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KPLU: Colville Tribes back in court for Columbia River pollution

Filed Under: Canada | Environment | Law
More on: british columbia, colville, washington, water

"A case involving cross border pollution of the Columbia River rests in the hands of a federal judge today. A Native American tribe and the state of Washington have sued to hold a Canadian mining giant responsible for smelter waste that washed downriver from British Columbia into Washington.

This story should really start in the small town of Trail, British Columbia. It's home to a big lead and zinc smelter. The industrial complex spreads across a bluff above the Columbia River less than 10 miles upstream from the U.S. border.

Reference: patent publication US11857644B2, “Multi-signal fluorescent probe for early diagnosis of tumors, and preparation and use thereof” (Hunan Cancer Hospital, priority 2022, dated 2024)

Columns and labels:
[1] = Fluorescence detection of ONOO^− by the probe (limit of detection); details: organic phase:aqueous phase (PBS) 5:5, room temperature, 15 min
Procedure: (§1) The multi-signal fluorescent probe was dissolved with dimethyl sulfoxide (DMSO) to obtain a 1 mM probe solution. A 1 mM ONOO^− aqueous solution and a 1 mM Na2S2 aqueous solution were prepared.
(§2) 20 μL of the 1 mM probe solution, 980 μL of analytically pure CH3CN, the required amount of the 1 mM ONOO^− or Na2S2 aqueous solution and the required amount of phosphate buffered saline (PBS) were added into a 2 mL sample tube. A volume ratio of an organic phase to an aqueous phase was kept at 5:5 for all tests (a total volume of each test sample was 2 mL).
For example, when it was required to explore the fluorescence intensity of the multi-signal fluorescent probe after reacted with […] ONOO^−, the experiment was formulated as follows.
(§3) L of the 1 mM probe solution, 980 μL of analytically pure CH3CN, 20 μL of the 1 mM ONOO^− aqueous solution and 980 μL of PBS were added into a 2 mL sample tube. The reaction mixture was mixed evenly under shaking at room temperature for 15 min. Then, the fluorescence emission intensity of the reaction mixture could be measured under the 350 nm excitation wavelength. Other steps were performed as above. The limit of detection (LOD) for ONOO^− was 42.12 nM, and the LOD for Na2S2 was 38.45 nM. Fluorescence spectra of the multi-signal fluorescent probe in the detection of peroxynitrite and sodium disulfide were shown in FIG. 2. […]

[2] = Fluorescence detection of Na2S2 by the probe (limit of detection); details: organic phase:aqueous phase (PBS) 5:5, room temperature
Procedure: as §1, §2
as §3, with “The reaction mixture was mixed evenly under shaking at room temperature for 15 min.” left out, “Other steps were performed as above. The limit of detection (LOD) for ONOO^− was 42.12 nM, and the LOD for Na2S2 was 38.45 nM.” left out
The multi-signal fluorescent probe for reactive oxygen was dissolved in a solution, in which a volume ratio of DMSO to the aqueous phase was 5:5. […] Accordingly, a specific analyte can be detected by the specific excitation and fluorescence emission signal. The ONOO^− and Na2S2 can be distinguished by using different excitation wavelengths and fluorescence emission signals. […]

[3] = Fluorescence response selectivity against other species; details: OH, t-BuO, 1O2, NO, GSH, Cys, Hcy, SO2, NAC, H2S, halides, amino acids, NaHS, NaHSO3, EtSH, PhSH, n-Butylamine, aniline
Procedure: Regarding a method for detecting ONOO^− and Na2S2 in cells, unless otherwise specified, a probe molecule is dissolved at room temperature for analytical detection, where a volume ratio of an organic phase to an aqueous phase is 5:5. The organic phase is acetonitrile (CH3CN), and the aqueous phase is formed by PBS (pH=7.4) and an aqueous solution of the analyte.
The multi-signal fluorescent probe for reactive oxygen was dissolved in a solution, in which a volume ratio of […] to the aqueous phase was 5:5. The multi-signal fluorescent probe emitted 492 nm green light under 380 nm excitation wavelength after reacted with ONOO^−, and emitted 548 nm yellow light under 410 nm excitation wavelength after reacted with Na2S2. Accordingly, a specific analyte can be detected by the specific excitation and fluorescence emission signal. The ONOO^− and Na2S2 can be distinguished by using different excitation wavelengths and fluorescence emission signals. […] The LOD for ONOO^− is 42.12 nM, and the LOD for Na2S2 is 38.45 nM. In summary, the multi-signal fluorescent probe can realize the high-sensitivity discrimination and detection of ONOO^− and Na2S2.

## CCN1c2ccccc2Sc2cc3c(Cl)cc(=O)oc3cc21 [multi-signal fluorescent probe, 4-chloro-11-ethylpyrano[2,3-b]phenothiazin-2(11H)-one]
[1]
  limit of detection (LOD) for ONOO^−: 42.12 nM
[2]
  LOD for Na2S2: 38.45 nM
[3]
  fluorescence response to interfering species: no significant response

The original smelter in Trail opened for business in 1896. And for most of the time since, the smelter used the fast moving Columbia as its waste disposal.

In court documents, owner Teck Metals acknowledges dumping nearly 10 million tons of slag plus an undetermined amount of slurry containing mercury and other toxics.

Some of that junk washed well downriver into D.R. Michel’s backyard. He lives in Inchelium on the Colville Indian Reservation."

Get the Story:
U.S. judge to rule on Canadian firm's dumping in Columbia River (KPLU 10/11)

Also Today:
Federal judge takes case under advisement (AP 10/10)

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